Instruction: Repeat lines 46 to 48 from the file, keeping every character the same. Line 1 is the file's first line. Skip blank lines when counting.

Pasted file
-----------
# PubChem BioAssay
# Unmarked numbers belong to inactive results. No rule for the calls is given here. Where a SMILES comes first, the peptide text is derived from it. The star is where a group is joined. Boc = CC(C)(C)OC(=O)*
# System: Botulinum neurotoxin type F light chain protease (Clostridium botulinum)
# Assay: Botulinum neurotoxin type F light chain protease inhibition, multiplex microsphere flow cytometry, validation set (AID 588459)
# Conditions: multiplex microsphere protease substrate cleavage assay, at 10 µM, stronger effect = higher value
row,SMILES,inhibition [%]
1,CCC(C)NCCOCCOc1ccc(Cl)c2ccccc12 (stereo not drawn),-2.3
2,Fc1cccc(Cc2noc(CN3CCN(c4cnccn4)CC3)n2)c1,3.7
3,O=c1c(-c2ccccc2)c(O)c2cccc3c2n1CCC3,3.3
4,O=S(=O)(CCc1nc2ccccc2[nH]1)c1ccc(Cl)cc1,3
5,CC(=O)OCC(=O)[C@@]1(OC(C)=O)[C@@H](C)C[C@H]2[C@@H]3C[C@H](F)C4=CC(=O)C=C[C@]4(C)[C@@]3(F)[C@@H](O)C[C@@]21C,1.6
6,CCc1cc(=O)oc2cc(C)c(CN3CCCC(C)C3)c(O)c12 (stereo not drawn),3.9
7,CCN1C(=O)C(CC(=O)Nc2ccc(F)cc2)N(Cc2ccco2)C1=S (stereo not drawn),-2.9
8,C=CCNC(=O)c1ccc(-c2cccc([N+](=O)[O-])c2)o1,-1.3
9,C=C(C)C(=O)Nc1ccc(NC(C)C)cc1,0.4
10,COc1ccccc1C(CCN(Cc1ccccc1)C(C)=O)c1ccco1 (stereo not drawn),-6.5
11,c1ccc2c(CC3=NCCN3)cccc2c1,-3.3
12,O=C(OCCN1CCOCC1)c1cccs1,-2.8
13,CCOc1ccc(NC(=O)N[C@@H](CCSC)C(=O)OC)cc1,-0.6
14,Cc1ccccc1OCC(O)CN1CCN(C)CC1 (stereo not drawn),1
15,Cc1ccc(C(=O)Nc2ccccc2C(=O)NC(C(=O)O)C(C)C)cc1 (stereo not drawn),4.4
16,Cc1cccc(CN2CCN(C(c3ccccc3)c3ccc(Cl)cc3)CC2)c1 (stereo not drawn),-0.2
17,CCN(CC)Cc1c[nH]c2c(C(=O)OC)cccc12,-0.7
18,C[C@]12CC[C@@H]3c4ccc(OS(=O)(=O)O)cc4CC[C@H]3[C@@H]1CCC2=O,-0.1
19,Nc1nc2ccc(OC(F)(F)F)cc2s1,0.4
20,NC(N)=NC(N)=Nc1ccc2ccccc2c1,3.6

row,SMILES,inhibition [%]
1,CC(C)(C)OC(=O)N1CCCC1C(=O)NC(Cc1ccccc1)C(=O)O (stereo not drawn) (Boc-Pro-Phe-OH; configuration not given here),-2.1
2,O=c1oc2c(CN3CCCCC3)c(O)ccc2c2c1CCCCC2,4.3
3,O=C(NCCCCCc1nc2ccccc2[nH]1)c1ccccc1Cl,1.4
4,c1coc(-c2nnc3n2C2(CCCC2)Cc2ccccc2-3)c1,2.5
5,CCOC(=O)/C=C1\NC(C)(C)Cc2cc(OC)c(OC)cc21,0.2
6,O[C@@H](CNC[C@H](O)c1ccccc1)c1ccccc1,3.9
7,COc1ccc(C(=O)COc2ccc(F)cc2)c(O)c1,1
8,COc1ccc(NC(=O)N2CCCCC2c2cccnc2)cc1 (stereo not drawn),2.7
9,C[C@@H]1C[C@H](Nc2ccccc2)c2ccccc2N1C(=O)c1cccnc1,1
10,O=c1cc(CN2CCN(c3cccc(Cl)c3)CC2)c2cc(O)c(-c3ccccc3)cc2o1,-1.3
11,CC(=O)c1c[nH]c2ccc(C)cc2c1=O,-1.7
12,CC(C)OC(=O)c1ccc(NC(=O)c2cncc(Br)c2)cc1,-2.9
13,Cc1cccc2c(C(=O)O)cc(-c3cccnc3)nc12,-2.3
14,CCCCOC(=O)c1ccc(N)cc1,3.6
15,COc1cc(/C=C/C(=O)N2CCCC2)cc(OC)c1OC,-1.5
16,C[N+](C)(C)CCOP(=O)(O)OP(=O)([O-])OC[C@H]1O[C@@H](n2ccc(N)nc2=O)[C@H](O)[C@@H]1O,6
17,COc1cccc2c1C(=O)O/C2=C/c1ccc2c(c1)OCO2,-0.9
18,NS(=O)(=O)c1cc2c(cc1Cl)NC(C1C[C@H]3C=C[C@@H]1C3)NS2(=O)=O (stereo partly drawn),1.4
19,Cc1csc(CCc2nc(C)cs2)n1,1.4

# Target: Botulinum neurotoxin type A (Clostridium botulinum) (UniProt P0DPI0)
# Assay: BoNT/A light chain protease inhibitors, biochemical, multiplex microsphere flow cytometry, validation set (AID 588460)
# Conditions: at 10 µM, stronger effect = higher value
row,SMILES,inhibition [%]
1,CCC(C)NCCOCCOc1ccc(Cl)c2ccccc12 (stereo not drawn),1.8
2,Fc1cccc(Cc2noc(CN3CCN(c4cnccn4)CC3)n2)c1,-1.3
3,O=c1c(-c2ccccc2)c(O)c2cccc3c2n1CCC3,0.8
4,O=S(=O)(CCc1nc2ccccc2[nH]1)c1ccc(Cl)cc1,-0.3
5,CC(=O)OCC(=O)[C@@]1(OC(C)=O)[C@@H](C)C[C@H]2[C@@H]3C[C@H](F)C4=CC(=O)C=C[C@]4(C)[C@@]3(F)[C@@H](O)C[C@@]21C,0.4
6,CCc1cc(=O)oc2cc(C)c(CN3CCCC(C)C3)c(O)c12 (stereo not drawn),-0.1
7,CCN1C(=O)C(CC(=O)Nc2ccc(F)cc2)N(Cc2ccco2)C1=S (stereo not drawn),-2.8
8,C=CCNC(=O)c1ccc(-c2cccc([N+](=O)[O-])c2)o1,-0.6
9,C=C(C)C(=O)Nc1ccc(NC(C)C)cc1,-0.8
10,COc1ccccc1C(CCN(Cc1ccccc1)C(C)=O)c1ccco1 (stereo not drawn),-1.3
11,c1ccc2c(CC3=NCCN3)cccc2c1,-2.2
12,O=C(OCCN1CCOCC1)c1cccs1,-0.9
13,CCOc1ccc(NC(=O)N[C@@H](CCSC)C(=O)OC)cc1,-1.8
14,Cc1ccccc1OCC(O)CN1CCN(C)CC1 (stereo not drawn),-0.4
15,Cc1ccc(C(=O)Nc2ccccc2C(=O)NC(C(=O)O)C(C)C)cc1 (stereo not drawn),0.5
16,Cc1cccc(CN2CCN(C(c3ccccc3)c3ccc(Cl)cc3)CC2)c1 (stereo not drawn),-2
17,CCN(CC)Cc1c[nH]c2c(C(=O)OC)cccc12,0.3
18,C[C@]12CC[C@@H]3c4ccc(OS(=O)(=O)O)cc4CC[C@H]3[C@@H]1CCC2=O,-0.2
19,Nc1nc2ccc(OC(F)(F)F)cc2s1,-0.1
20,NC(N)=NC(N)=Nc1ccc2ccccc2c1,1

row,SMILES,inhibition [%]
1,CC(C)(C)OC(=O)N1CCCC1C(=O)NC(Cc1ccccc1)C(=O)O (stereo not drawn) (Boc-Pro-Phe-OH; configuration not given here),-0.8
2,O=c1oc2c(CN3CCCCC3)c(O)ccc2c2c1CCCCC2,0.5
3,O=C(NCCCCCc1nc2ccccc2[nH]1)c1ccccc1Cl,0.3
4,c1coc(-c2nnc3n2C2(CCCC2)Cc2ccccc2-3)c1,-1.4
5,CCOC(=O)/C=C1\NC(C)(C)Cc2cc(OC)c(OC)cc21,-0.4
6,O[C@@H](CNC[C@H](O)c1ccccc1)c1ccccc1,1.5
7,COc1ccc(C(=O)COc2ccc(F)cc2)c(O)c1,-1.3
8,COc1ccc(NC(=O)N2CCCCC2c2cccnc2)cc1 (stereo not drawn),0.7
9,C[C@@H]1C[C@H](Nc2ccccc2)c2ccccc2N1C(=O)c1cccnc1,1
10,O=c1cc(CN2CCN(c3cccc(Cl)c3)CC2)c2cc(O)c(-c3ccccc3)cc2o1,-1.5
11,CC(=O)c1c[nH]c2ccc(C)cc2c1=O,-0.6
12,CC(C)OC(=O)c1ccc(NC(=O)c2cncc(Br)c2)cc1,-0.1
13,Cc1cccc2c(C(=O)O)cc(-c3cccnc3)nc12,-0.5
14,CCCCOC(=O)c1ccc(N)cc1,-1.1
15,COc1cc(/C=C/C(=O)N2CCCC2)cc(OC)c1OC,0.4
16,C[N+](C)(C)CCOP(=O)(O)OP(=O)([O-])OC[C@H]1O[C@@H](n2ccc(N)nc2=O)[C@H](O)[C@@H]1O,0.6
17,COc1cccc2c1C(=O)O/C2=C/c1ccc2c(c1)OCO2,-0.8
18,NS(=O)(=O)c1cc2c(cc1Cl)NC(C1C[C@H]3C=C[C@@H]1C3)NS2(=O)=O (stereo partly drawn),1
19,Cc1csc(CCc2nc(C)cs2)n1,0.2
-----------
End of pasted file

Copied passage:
19,Cc1csc(CCc2nc(C)cs2)n1,1.4

# Target: Botulinum neurotoxin type A (Clostridium botulinum) (UniProt P0DPI0)
# Assay: BoNT/A light chain protease inhibitors, biochemical, multiplex microsphere flow cytometry, validation set (AID 588460)